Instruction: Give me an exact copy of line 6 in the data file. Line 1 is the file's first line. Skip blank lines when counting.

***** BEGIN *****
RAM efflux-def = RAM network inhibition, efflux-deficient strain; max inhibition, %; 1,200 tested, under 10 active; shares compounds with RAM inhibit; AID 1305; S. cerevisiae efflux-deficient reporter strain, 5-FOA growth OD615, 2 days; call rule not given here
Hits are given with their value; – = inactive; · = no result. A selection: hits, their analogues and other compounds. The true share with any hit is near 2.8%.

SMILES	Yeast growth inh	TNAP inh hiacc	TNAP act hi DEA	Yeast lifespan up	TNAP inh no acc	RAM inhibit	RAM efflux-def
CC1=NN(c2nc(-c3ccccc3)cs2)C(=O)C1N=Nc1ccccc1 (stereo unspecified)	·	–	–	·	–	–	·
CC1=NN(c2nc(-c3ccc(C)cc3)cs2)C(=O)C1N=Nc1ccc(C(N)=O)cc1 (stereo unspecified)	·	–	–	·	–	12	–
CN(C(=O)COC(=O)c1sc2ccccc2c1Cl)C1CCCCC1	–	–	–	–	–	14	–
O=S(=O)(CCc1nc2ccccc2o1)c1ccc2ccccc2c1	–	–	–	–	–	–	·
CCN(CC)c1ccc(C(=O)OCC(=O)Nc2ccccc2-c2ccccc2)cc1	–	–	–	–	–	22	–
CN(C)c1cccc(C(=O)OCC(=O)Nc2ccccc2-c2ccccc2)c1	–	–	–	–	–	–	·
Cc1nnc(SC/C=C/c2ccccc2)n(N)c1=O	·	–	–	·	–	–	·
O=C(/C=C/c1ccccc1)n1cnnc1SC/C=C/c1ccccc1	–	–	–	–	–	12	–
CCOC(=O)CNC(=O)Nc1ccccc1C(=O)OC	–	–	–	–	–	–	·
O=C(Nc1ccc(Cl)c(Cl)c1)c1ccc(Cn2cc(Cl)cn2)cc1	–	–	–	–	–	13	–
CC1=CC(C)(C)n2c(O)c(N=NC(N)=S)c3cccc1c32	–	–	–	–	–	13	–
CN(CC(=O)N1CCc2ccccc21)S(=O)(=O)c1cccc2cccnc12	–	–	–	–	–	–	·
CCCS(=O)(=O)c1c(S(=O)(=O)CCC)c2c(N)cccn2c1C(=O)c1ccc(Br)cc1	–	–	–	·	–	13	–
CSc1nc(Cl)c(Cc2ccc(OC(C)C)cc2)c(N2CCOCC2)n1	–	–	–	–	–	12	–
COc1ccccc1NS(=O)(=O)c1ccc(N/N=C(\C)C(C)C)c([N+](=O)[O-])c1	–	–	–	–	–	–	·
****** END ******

CN(C(=O)COC(=O)c1sc2ccccc2c1Cl)C1CCCCC1	–	–	–	–	–	14	–